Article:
by Frank A. Wallace
for guitar solo
Preview: a sample PDF of White Albatross
Duration: 6:30 minutes; 4 pages
Difficulty level: Advanced
Written: September 29, 2013
Commissioned by: Fabian Hinsche, Dusseldorf, Germany
The creation of this piece was inspired by the happy coincidence of my reading of Moby Dick and a visit from Fabian Hinsche and his wife Annika – together the spectacular Mare Duo from Dusseldorf, Germany. Fabian is a guitarist and aspiring writer who draws musical inspiration from literature. I had already found several passages in Moby Dick that suggested song to me, the language is so rich in sound. As Fabian and I discussed what kind of piece would round out the CD we were working on together, I immediately thought of Melville.
The title came quickly, though I rarely name pieces before they are complete. Fabian had commissioned a piece for Annika only a year ago which has the name Night Owl. Two other solo works came shortly after and retained the usage of raptors as names: Blue Heron, for mandolin solo, and Black Falcon, also for guitar. The imagery of the albatross is strong in Moby Dick, and thus the name was critical to the conception. All of the “raptor” series are in binary form: a slow and free introduction, moving into a virtuoso display of scales, arpeggios and exciting rhythms. In this case, the first section is representational of the be-calming of a ship in icy waters, full of strange sounds and fear of the unknown, moving to the entrance of the great bird and the excitement of release which leads to a spiritual rise to heaven.
While my main inspiration came from Melville – I site the first use of the albatross as savior and symbol of enlightenment: “…Previously known as a goney bird, the albatross was given its name and subsequent symbolism by Samuel Taylor Coleridge in his poem “The Rime of the Ancient Mariner.” [The engraving on this page is from an early edition.] In the seven-part piece, a troubled ship in Antarctica is one day stalked by an albatross which then brings the sailors good fortune:
“At length did cross an Albatross,
Thorough the fog it came;
As it had been a Christian soul,
We hailed it in God’s name.
It ate the food it ne’er had eat,
And round and round it flew.
The ice did split with a thunder-fit;
The helmsman steered us through!”
And from Moby Dick, chapter 42, The Whiteness of the Whale, by Herman Melville:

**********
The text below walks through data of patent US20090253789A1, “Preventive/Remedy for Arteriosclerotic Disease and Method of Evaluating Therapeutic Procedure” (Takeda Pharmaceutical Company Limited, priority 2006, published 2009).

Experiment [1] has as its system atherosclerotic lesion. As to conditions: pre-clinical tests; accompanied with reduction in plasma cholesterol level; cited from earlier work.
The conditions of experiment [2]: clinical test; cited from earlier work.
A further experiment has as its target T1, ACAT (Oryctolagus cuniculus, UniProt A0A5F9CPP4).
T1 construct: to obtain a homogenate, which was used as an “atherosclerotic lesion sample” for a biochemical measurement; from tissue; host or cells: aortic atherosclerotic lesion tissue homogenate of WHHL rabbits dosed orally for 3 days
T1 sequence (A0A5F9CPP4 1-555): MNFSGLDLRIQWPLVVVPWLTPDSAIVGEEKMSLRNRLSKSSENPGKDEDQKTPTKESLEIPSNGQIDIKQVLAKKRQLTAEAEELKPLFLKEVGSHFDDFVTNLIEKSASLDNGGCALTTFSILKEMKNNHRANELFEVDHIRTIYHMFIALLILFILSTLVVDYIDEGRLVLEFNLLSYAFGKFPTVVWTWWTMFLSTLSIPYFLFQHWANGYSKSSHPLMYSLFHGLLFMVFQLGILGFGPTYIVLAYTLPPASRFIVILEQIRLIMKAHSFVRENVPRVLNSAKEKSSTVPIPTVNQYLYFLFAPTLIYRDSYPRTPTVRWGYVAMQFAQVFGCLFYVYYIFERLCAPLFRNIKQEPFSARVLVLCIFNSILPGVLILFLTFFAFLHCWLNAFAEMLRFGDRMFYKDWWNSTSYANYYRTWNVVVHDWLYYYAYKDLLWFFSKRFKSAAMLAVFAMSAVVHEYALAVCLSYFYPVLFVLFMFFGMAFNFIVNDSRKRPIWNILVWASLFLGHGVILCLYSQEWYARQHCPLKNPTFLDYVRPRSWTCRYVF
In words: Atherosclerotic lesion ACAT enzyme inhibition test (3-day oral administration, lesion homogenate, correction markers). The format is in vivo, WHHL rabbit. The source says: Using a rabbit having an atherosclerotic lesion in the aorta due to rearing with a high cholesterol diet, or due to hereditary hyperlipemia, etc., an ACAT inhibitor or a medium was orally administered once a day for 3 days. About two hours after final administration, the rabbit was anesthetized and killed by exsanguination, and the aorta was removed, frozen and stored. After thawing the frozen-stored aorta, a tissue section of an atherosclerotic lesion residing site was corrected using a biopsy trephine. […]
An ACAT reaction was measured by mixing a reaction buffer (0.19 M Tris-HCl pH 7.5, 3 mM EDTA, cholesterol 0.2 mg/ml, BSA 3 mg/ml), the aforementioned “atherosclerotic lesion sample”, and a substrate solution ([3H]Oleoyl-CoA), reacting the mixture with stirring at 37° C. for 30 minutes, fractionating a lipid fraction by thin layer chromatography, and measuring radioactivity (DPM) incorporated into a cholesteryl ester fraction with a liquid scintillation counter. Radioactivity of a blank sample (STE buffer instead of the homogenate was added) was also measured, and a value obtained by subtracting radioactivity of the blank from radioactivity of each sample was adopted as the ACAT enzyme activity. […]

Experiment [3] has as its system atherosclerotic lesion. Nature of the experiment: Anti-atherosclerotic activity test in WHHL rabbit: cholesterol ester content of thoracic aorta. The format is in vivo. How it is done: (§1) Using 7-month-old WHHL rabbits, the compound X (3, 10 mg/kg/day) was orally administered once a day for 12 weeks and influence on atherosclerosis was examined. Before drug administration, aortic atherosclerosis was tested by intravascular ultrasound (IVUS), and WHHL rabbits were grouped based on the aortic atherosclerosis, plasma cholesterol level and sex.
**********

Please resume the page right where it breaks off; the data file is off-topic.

“Bethink thee of the albatross, whence come those clouds of spiritual wonderment and pale dread, in which that white phantom sails in all imaginations? Not Coleridge first threw that spell; but God’s great, unflattering laureate, Nature.* *I remember the first albatross I ever saw. It was during a prolonged gale, in waters hard upon the Antarctic seas. From my forenoon watch below, I ascended to the overclouded deck; and there, dashed upon the main hatches, I saw a regal, feathery thing of unspotted whiteness, and with a hooked, Roman bill sublime. At intervals, it arched forth its vast archangel wings, as if to embrace some holy ark. Wondrous flutterings and throbbings shook it. Though bodily unharmed, it uttered cries, as some king’s ghost in supernatural distress. Through its inexpressible, strange eyes, methought I peeped to secrets which took hold of God. As Abraham before the angels, I bowed myself; the white thing was so white, its wings so wide, and in those for ever exiled waters, I had lost the miserable warping memories of traditions and of towns. Long I gazed at that prodigy of plumage. I cannot tell, can only hint, the things that darted through me then. But at last I awoke; and turning, asked a sailor what bird was this. A goney, he replied. Goney! never had heard that name before; is it conceivable that this glorious thing is utterly unknown to men ashore! never! But some time after, I learned that goney was some seaman’s name for albatross. So that by no possibility could Coleridge’s wild Rhyme have had aught to do with those mystical impressions which were mine, when I saw that bird upon our deck. For neither had I then read the Rhyme, nor knew the bird to be an albatross. Yet, in saying this, I do but indirectly burnish a little brighter the noble merit of the poem and the poet. I assert, then, that in the wondrous bodily whiteness of the bird chiefly lurks the secret of the spell; a truth the more evinced in this, that by a solecism of terms there are birds called grey albatrosses; and these I have frequently seen, but never with such emotions as when I beheld the Antarctic fowl. But how had the mystic thing been caught? Whisper it not, and I will tell; with a treacherous hook and line, as the fowl floated on the sea. At last the Captain made a postman of it; tying a lettered, leathern tally round its neck, with the ship’s time and place; and then letting it escape. But I doubt not, that leathern tally, meant for man, was taken off in Heaven, when the white fowl flew to join the wing-folding, the invoking, and adoring cherubim!